I’m at the Living Cities 20th Anniversary today, liveblogging on the discussions that panelists are having here. This post, a little out of the vein of the topics we typically talk about at Market Urbanism, originally appeared at Next American City.
Patrick McCarthey of the Annie E. Casey Foundation articulated one of the missions of the Living Cities collaboration as helping Americans in the bottom 40 percent of the income distribution. As the collaboration seeks to help cities develop, it also seeks to improve the development of human capital in these communities. To this point, Dudley Benoit of JP Morgan Chase suggested that improved efficiency in capital markets is key to achieving this goal.
While microfinance has flourished in developing countries, investors have not been as eager to provide small loans to small businesses in the United States. While philanthropic organizations focused on community development have often focused on the making top-down improvements to the physical landscape of urbanities, Benoit brings up that the human capital that allows cities to facilitate economic innovation is more important than their physical components, and that economic development must be a bottom-up process.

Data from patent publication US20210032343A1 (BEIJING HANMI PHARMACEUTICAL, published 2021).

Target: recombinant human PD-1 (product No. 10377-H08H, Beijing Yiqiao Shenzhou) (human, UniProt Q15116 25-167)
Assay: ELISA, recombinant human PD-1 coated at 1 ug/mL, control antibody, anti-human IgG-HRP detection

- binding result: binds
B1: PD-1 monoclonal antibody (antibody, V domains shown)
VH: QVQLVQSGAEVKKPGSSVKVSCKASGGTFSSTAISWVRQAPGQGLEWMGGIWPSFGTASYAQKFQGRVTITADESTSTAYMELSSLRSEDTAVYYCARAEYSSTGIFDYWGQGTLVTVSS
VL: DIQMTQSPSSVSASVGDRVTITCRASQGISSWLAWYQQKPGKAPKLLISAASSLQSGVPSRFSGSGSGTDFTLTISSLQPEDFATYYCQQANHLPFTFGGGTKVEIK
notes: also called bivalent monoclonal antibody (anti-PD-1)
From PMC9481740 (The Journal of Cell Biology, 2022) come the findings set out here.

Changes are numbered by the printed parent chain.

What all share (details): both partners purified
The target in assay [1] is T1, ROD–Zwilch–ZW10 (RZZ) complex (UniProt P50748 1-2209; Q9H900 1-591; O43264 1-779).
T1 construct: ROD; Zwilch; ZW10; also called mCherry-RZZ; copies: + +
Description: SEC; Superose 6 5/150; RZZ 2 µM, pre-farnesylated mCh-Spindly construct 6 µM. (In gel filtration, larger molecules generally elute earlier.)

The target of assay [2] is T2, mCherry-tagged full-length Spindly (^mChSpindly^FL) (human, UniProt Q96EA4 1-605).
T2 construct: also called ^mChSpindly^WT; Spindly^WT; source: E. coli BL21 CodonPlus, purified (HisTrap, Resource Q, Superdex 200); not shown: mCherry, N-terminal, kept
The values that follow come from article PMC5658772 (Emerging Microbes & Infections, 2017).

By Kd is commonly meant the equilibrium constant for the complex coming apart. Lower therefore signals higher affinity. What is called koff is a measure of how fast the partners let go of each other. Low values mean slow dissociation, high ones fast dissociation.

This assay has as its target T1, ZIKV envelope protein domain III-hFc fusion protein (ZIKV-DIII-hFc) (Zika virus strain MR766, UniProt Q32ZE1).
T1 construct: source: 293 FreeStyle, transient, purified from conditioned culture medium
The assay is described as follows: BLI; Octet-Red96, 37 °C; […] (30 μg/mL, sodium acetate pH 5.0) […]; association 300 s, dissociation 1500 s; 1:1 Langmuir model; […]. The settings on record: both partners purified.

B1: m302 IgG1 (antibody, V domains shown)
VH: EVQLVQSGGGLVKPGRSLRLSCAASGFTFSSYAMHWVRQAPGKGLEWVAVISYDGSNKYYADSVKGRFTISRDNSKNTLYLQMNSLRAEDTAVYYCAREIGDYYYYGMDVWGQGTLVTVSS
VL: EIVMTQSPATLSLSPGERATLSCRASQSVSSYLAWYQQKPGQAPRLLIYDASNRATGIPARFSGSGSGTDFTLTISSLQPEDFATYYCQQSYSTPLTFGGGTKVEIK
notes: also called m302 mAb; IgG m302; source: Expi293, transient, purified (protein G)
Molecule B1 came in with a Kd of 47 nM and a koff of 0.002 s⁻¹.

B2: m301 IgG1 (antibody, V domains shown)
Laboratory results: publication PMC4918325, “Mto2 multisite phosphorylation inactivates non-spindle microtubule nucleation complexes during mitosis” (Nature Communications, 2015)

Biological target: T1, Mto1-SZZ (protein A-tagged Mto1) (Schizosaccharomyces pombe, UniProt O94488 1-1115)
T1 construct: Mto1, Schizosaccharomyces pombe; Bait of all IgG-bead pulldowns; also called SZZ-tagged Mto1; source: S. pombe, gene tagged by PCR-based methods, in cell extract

Living Cities’ President and CEO Ben Hecht points out that no one individual can solve the problems that a city poses – as Jane Jacobs and Friedrich Hayek both identified, complex human systems must draw on decentralized knowledge that cannot be centrally compiled. Access to capital for urban entrepreneurs is essential for the economic rebirth of cities that Living Cities fosters.